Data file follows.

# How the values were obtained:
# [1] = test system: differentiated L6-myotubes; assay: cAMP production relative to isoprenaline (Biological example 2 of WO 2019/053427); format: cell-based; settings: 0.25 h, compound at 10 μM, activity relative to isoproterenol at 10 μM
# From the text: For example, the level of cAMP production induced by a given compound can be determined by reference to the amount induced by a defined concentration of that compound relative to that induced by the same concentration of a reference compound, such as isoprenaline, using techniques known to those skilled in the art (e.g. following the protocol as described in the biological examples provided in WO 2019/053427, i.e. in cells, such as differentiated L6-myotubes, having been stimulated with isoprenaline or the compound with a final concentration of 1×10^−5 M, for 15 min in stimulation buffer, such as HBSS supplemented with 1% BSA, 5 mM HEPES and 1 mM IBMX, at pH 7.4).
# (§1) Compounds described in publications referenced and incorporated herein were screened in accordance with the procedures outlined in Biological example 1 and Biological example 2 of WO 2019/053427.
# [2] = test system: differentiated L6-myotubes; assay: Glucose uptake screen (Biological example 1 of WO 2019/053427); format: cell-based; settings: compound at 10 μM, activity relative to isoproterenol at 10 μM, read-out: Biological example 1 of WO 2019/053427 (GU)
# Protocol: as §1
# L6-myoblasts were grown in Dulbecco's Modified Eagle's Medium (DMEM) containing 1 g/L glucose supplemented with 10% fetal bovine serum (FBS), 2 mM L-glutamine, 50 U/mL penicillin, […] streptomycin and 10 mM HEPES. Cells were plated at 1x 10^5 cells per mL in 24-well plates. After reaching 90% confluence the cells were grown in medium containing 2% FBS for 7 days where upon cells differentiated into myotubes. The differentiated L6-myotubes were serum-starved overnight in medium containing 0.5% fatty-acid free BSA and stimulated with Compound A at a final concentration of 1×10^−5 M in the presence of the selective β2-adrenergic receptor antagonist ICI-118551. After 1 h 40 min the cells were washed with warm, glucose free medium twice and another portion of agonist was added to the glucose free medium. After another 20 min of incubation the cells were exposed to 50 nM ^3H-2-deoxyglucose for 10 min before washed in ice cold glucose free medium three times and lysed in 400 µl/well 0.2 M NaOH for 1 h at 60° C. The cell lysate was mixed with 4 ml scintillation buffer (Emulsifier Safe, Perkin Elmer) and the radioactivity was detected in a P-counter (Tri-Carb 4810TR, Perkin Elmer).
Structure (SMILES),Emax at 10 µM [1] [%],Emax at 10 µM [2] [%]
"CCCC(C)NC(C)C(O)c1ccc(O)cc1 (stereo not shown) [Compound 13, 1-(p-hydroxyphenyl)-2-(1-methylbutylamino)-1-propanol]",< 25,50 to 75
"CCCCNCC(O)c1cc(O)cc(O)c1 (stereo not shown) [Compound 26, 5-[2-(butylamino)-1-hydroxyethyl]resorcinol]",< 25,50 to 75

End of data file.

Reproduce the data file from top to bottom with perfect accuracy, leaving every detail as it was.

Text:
# How the values were obtained:
# [1] = test system: differentiated L6-myotubes; assay: cAMP production relative to isoprenaline (Biological example 2 of WO 2019/053427); format: cell-based; settings: 0.25 h, compound at 10 μM, activity relative to isoproterenol at 10 μM
# From the text: For example, the level of cAMP production induced by a given compound can be determined by reference to the amount induced by a defined concentration of that compound relative to that induced by the same concentration of a reference compound, such as isoprenaline, using techniques known to those skilled in the art (e.g. following the protocol as described in the biological examples provided in WO 2019/053427, i.e. in cells, such as differentiated L6-myotubes, having been stimulated with isoprenaline or the compound with a final concentration of 1×10^−5 M, for 15 min in stimulation buffer, such as HBSS supplemented with 1% BSA, 5 mM HEPES and 1 mM IBMX, at pH 7.4).
# (§1) Compounds described in publications referenced and incorporated herein were screened in accordance with the procedures outlined in Biological example 1 and Biological example 2 of WO 2019/053427.
# [2] = test system: differentiated L6-myotubes; assay: Glucose uptake screen (Biological example 1 of WO 2019/053427); format: cell-based; settings: compound at 10 μM, activity relative to isoproterenol at 10 μM, read-out: Biological example 1 of WO 2019/053427 (GU)
# Protocol: as §1
# L6-myoblasts were grown in Dulbecco's Modified Eagle's Medium (DMEM) containing 1 g/L glucose supplemented with 10% fetal bovine serum (FBS), 2 mM L-glutamine, 50 U/mL penicillin, […] streptomycin and 10 mM HEPES. Cells were plated at 1x 10^5 cells per mL in 24-well plates. After reaching 90% confluence the cells were grown in medium containing 2% FBS for 7 days where upon cells differentiated into myotubes. The differentiated L6-myotubes were serum-starved overnight in medium containing 0.5% fatty-acid free BSA and stimulated with Compound A at a final concentration of 1×10^−5 M in the presence of the selective β2-adrenergic receptor antagonist ICI-118551. After 1 h 40 min the cells were washed with warm, glucose free medium twice and another portion of agonist was added to the glucose free medium. After another 20 min of incubation the cells were exposed to 50 nM ^3H-2-deoxyglucose for 10 min before washed in ice cold glucose free medium three times and lysed in 400 µl/well 0.2 M NaOH for 1 h at 60° C. The cell lysate was mixed with 4 ml scintillation buffer (Emulsifier Safe, Perkin Elmer) and the radioactivity was detected in a P-counter (Tri-Carb 4810TR, Perkin Elmer).
Structure (SMILES),Emax at 10 µM [1] [%],Emax at 10 µM [2] [%]
"CCCC(C)NC(C)C(O)c1ccc(O)cc1 (stereo not shown) [Compound 13, 1-(p-hydroxyphenyl)-2-(1-methylbutylamino)-1-propanol]",< 25,50 to 75
"CCCCNCC(O)c1cc(O)cc(O)c1 (stereo not shown) [Compound 26, 5-[2-(butylamino)-1-hydroxyethyl]resorcinol]",< 25,50 to 75